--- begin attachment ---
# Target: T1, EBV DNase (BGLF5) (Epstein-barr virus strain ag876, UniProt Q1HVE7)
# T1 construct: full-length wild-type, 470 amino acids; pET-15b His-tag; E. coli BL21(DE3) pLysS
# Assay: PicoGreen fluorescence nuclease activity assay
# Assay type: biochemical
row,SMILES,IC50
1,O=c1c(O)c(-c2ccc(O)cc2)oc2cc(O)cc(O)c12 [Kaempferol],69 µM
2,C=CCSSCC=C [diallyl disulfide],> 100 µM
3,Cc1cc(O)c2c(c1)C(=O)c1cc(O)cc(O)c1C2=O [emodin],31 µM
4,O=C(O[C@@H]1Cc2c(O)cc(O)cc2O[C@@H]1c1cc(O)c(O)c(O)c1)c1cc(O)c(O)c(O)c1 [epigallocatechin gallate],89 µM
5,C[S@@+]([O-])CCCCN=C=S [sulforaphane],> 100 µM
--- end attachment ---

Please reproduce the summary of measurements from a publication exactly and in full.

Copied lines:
# Target: T1, EBV DNase (BGLF5) (Epstein-barr virus strain ag876, UniProt Q1HVE7)
# T1 construct: full-length wild-type, 470 amino acids; pET-15b His-tag; E. coli BL21(DE3) pLysS
# Assay: PicoGreen fluorescence nuclease activity assay
# Assay type: biochemical
row,SMILES,IC50
1,O=c1c(O)c(-c2ccc(O)cc2)oc2cc(O)cc(O)c12 [Kaempferol],69 µM
2,C=CCSSCC=C [diallyl disulfide],> 100 µM
3,Cc1cc(O)c2c(c1)C(=O)c1cc(O)cc(O)c1C2=O [emodin],31 µM
4,O=C(O[C@@H]1Cc2c(O)cc(O)cc2O[C@@H]1c1cc(O)c(O)c(O)c1)c1cc(O)c(O)c(O)c1 [epigallocatechin gallate],89 µM
5,C[S@@+]([O-])CCCCN=C=S [sulforaphane],> 100 µM